To which I am happy to respond, Oh. Because I'm moving, first to Southern California for the summer, then to Hawaii in the fall. See, I'll be finishing up my education in massage therapy and then pursuing my BA in Art Education, proving to the world once and for all that you can have your cake and eat it too. Because really, who's going to get cake and not eat it? Not this girl, no sir.


Monday, May 27, 2013

The hardest part is over.

Photo attribution here.

Six months ago today I came home from work to a cold, empty, dark apartment where everything I had left that morning was in the exact same place that I'd left it. The stillness that had at first comforted me because of its stark contrast to the chaos that had overtaken my married life was then a resounding, deafening hollowness. Sitting at that silent kitchen table I tore open the notice from the courthouse. I stared at it for a few full minutes. Final. Eight short days after filing the paperwork my divorce was final. My face was like a garden hose with a few pinholes in it during those months. I hardly noticed when the tears were streaming out anymore. Two small, slow, uneven streams raced down my cheeks once again to see who could slip and splat down onto my chest first. I stood outside myself for a time and took a mental snap shot of that moment, then sighed and went straight to bed.

Those days I was like someone on the brink of dying of thirst who had fashioned herself a contraption of leaves to collect enough rain water to take a gulp, distancing herself from moment at a time, one drop at a time, one gulp at a time. I didn't think I had it in me. If there had been an escape button I would have hit it. I would have cried "uncle", called in sick, lied my way out of it, quit, gotten a doctor's note, anything I could think of I would have done in an effort to excuse myself from the living hell that was collecting moments to test the hypothesis that "time heals all wounds". But that's the thing about healing up from tragedy. We can't go over it, we can't go under it, we can't go around it, we have to go through it.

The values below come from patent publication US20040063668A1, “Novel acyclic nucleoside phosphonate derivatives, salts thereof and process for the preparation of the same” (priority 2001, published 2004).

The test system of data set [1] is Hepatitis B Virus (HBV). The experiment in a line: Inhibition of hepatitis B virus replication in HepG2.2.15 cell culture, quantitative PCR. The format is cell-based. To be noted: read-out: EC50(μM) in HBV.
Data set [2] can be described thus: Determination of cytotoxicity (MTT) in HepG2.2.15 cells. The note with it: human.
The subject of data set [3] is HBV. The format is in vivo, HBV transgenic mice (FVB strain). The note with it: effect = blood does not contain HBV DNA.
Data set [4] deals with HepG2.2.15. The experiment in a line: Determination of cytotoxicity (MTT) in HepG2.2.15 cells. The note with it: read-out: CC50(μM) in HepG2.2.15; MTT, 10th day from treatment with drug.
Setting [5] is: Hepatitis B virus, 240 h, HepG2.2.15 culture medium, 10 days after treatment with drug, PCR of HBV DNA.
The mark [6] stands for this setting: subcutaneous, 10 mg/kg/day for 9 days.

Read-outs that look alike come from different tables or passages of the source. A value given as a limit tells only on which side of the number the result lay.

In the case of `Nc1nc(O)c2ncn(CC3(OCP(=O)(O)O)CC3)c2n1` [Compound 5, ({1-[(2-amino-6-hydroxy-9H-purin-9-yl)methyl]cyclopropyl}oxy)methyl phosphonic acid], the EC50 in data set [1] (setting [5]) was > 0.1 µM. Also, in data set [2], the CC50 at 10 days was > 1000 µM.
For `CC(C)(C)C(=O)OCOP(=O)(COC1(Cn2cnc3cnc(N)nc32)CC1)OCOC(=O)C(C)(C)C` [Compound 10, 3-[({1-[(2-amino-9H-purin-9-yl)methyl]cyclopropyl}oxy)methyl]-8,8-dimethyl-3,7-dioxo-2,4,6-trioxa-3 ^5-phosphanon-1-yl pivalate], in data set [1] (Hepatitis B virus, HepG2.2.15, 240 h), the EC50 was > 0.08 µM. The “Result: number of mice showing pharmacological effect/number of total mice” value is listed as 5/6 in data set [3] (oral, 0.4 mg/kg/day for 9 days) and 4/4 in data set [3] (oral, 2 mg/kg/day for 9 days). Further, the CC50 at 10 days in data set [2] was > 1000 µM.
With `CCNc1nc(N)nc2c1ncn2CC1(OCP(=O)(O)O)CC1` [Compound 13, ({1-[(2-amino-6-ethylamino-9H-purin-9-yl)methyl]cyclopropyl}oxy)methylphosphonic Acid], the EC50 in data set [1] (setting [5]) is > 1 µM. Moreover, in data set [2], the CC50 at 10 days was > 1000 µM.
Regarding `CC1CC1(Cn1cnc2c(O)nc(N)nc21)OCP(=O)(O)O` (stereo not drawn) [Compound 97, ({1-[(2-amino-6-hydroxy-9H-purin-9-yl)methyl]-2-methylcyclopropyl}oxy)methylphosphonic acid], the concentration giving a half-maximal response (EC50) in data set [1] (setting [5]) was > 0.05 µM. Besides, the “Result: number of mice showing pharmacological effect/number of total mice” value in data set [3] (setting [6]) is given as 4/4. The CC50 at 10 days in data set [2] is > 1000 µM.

To all those who are going through their own personal "it"s, know this: I wouldn't trade beautiful little ordinary old today for any given day of my married life. It does get better, drop by drop by drop.

Saturday, May 25, 2013

I like banjos.

Photo attribution here.

Something magic started happening recently. I was sitting around by myself one day, as I most often am, thinking, as is always the case. A happiness monster was sitting in my heart, chewing her happiness gum. She slowly blew a big fat bubble of joy and it rose up in front of me, getting bigger and bigger until it stood in front of me, equally as tall and twice as wide as me. The bubble of joy then burst and covered me entirely in a sort of a sticky bliss, as sweet as pie and twice as enjoyable.

That's the best I've got for describing what life's been like lately. Highlights from today so far: 

Sleeping in (that would be enough, but the list goes on!)

Some yoga and meditation in the morning and a breakfast of homemade carrot ginger juice.

A trip to the farmer's market where I purchased myself fava beans, sugar snap peas, a small bunch of asparagus, the most sumptuous salmon you will ever lay eyes on and a gorgeous bouquet of flowers, just for me, not to mention the most adorable jar of honey for my boss's birthday on Monday.